Billionaire businessman Patrice Motsepe has completed a significant deal with the Blue Bulls Company (BBCo) and club shareholders Remgro to purchase a controlling share in the Pretoria-based franchise.


The highly-anticipated deal was unanimously concluded during a meeting held at Loftus Versfeld on Thursday evening.

As a result, the new structure means that Remgro – an investment holding company based in Stellenbosch – and the Blue Bulls Rugby Union (BBRU) will have their previously equal percentage of shareholding of 50 percent slashed to 37 percent and 26 percent, respectively.

That will allow 57-year-old Motsepe, a mining magnate reportedly worth US$2.3 billion according to Forbes, to take an equal majority share of 37 percent.

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The Bulls aren’t the only South African rugby franchise to have been bought out by a private investor this year.

The Southern Kings sold a 74 percent share to The Greatest Rugby Company in the Whole Wide World (Pty) Ltd (GRC) in March, allowing them to take majority ownership of the Port Elizabeth-based PRO14 club.

The move could alleviate fears of homegrown South African players being poached by cashed up offshore clubs in the wake of revelations that up to 20 of the nation’s top schoolboy prospects have been recruited to ply their trade overseas.

A change to the South African Rugby Union’s contracting model last year was designed to keep a wide base of young talent domestically-based rather than trying to maintain the contracts of the country’s top stars, most of whom were being courted by wealthy European and Japanese clubs.


That resulted in the abolishment of the Springboks’ 35-test threshold for offshore-based players, but a change to World Rugby’s residency laws from three to five years has forced the aggressive recruitment of South Africa’s most promising youngsters by French clubs at an earlier age than ever before.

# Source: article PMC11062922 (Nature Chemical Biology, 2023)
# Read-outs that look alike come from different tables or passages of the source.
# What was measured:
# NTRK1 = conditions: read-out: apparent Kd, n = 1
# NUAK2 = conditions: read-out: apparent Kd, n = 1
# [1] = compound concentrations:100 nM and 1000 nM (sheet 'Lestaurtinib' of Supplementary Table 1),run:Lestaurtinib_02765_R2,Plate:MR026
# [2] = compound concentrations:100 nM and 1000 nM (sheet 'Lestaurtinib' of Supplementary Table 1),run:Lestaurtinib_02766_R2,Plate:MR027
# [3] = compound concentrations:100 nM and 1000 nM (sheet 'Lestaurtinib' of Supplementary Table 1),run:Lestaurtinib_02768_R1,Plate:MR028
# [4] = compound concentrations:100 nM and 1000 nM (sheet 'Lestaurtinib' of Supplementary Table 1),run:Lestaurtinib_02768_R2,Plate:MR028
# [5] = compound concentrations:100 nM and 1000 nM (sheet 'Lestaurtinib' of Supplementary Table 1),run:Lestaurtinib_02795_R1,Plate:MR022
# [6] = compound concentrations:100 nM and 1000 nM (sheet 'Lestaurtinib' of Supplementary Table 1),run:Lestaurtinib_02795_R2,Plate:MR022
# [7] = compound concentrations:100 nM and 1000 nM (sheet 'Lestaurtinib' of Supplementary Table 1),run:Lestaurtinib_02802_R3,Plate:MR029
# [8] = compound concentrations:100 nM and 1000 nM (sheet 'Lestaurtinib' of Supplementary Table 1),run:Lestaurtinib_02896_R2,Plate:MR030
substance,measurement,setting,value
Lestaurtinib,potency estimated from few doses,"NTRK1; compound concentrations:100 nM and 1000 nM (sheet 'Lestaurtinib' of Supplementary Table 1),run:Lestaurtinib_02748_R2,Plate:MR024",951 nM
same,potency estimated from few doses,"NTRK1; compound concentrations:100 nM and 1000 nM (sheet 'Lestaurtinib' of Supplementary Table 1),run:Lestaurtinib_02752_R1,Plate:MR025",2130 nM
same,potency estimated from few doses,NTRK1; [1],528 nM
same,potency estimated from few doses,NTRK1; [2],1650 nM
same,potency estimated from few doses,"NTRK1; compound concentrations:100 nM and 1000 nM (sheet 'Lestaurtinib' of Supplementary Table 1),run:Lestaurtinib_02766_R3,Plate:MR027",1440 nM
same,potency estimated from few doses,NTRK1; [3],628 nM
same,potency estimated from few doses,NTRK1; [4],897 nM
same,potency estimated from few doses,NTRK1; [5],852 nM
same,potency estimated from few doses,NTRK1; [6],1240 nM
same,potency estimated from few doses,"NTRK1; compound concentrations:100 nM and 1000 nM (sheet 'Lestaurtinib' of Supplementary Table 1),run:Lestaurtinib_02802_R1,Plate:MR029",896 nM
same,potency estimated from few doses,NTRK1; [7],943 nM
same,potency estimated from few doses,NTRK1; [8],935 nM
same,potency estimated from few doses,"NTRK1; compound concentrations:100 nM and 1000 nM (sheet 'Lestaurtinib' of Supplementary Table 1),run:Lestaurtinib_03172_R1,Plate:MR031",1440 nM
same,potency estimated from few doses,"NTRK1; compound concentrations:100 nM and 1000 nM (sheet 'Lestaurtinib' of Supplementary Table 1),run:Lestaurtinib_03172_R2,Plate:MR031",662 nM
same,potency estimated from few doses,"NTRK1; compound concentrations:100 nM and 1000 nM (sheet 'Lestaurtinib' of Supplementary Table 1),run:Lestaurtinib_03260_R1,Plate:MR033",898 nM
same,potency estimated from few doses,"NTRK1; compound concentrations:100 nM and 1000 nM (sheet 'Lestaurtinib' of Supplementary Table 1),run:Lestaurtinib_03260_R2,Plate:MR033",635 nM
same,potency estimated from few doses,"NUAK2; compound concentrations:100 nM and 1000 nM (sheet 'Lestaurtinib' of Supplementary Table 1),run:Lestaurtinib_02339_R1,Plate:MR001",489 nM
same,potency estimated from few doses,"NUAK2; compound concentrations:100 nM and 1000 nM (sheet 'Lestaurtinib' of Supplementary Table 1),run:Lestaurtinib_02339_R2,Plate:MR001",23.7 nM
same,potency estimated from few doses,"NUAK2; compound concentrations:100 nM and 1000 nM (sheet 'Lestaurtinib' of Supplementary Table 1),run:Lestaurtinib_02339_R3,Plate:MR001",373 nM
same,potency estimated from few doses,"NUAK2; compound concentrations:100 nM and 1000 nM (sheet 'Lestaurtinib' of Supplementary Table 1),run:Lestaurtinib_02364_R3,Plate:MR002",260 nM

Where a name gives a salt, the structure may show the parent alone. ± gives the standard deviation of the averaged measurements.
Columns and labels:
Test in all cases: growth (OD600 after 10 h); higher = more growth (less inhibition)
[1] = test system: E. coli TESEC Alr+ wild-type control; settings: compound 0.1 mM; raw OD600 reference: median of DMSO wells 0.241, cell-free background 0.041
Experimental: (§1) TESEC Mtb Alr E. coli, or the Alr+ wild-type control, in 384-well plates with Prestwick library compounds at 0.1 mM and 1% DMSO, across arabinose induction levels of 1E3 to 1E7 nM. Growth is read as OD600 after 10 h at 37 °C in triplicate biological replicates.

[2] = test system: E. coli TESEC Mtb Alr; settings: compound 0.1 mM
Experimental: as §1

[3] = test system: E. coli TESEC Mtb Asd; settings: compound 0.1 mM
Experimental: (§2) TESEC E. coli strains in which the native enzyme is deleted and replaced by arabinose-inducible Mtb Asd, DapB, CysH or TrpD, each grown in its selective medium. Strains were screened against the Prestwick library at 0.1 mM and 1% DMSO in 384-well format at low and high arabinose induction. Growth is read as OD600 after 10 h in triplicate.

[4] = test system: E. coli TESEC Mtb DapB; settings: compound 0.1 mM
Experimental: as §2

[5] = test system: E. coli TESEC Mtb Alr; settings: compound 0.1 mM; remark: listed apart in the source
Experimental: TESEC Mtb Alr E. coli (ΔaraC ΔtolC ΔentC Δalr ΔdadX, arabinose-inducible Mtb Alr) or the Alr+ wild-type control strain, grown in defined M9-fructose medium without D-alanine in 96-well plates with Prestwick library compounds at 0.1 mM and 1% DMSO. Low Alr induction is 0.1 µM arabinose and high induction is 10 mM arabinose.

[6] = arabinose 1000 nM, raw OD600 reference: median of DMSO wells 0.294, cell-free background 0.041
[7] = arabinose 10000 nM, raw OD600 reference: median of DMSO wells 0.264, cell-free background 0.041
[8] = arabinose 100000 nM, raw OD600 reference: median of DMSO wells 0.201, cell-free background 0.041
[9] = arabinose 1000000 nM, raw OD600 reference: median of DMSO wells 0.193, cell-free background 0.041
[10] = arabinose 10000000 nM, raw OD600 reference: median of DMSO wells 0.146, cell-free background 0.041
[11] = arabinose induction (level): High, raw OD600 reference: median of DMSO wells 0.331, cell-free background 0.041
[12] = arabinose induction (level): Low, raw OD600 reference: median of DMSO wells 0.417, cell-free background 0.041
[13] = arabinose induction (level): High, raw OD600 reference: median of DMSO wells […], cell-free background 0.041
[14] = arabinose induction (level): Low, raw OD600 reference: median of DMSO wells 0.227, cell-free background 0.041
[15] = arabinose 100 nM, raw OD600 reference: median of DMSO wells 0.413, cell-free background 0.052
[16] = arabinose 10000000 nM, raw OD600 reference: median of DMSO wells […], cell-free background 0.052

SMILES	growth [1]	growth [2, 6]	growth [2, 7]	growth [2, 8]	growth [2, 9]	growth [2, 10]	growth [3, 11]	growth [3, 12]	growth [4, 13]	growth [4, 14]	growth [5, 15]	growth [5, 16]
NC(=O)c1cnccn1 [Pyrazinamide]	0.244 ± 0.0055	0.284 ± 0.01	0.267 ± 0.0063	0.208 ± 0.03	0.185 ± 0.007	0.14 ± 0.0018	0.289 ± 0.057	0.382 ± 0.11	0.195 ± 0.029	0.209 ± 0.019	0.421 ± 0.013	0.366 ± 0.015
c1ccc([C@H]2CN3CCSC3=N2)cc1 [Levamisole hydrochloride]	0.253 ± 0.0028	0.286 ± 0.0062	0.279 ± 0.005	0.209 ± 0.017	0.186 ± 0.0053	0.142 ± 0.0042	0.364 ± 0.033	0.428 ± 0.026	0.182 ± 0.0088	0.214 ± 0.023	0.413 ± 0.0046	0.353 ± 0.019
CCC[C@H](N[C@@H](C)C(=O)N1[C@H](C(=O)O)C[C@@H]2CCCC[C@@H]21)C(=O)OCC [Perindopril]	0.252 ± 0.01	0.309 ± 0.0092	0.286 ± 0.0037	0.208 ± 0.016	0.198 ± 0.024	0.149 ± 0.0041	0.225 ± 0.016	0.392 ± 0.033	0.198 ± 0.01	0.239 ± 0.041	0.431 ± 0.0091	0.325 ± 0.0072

The recruitment tactic stems from a crack down by the French Rugby Federation on the number of players who aren’t eligible to play for France who are signed to Top 14 sides, but the financial boost provided by Motsepe’s acquisition of the Bulls could help offset a potentially devastating trend for South African rugby.

President of the BBRU, Willem Strauss, expressed his delight with the new deal.

“We put a lot of effort into making this possible over the last few months, and I am proud to say that all the union committee members unanimously voted in favor of the deal,” he said.

“I firmly believe that private investors will add immense value to our beautiful game going forward.

“The benefits of this deal is not only to the BBCo at the professional level, it will also make a positive impact on our amateur rugby, at schools, clubs and development levels. We are privileged and excited to have partners like Mr Motsepe in our corner.”

Alfons Meyer, chief executive of the BBCo, echoed Strauss’ sentiments.

“This is a brilliant deal, not only for us at the BBCo, but also for our communities and the sport industry in general,” he said.

“I look forward to a host of synergies and opportunities that will be forged between us.

“With Mr Motsepe also owning soccer giants Mamelodi Sundowns, there is no doubt that a relationship like this will further enhance and entrench our vision to make Tshwane the sporting capital.”

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